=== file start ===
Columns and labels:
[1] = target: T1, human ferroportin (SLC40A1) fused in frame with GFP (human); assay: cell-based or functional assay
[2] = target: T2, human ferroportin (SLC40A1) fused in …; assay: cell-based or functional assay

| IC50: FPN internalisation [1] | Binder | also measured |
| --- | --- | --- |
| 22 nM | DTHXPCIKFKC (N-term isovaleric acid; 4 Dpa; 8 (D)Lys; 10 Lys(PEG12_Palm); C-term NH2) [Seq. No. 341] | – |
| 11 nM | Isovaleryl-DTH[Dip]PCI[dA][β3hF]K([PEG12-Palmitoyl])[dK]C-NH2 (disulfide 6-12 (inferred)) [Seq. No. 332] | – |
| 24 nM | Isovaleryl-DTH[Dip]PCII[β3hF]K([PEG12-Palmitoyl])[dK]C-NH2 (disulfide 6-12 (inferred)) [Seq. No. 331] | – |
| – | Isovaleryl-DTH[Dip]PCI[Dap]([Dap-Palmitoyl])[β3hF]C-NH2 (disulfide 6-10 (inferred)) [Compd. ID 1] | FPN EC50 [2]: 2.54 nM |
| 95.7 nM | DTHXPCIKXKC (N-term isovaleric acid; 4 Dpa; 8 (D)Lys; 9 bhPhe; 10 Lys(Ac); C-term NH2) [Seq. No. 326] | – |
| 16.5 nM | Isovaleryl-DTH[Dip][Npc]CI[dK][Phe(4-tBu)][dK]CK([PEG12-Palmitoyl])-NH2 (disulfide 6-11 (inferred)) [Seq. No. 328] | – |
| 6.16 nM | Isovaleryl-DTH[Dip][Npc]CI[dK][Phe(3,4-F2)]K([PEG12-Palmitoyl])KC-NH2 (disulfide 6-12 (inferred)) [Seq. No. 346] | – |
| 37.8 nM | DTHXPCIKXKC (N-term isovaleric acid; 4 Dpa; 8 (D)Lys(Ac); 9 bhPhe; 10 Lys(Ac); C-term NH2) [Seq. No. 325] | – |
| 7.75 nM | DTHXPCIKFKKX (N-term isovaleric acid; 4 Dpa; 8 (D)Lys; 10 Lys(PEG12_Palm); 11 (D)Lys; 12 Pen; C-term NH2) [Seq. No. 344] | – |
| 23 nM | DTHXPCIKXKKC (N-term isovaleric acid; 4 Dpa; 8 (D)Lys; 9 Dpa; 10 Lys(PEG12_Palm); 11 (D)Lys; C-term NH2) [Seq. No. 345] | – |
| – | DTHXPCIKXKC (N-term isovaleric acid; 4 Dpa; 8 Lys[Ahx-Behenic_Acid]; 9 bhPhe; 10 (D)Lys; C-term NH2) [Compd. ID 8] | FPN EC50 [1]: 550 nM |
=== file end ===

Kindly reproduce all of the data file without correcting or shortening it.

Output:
Columns and labels:
[1] = target: T1, human ferroportin (SLC40A1) fused in frame with GFP (human); assay: cell-based or functional assay
[2] = target: T2, human ferroportin (SLC40A1) fused in …; assay: cell-based or functional assay

| IC50: FPN internalisation [1] | Binder | also measured |
| --- | --- | --- |
| 22 nM | DTHXPCIKFKC (N-term isovaleric acid; 4 Dpa; 8 (D)Lys; 10 Lys(PEG12_Palm); C-term NH2) [Seq. No. 341] | – |
| 11 nM | Isovaleryl-DTH[Dip]PCI[dA][β3hF]K([PEG12-Palmitoyl])[dK]C-NH2 (disulfide 6-12 (inferred)) [Seq. No. 332] | – |
| 24 nM | Isovaleryl-DTH[Dip]PCII[β3hF]K([PEG12-Palmitoyl])[dK]C-NH2 (disulfide 6-12 (inferred)) [Seq. No. 331] | – |
| – | Isovaleryl-DTH[Dip]PCI[Dap]([Dap-Palmitoyl])[β3hF]C-NH2 (disulfide 6-10 (inferred)) [Compd. ID 1] | FPN EC50 [2]: 2.54 nM |
| 95.7 nM | DTHXPCIKXKC (N-term isovaleric acid; 4 Dpa; 8 (D)Lys; 9 bhPhe; 10 Lys(Ac); C-term NH2) [Seq. No. 326] | – |
| 16.5 nM | Isovaleryl-DTH[Dip][Npc]CI[dK][Phe(4-tBu)][dK]CK([PEG12-Palmitoyl])-NH2 (disulfide 6-11 (inferred)) [Seq. No. 328] | – |
| 6.16 nM | Isovaleryl-DTH[Dip][Npc]CI[dK][Phe(3,4-F2)]K([PEG12-Palmitoyl])KC-NH2 (disulfide 6-12 (inferred)) [Seq. No. 346] | – |
| 37.8 nM | DTHXPCIKXKC (N-term isovaleric acid; 4 Dpa; 8 (D)Lys(Ac); 9 bhPhe; 10 Lys(Ac); C-term NH2) [Seq. No. 325] | – |
| 7.75 nM | DTHXPCIKFKKX (N-term isovaleric acid; 4 Dpa; 8 (D)Lys; 10 Lys(PEG12_Palm); 11 (D)Lys; 12 Pen; C-term NH2) [Seq. No. 344] | – |
| 23 nM | DTHXPCIKXKKC (N-term isovaleric acid; 4 Dpa; 8 (D)Lys; 9 Dpa; 10 Lys(PEG12_Palm); 11 (D)Lys; C-term NH2) [Seq. No. 345] | – |
| – | DTHXPCIKXKC (N-term isovaleric acid; 4 Dpa; 8 Lys[Ahx-Behenic_Acid]; 9 bhPhe; 10 (D)Lys; C-term NH2) [Compd. ID 8] | FPN EC50 [1]: 550 nM |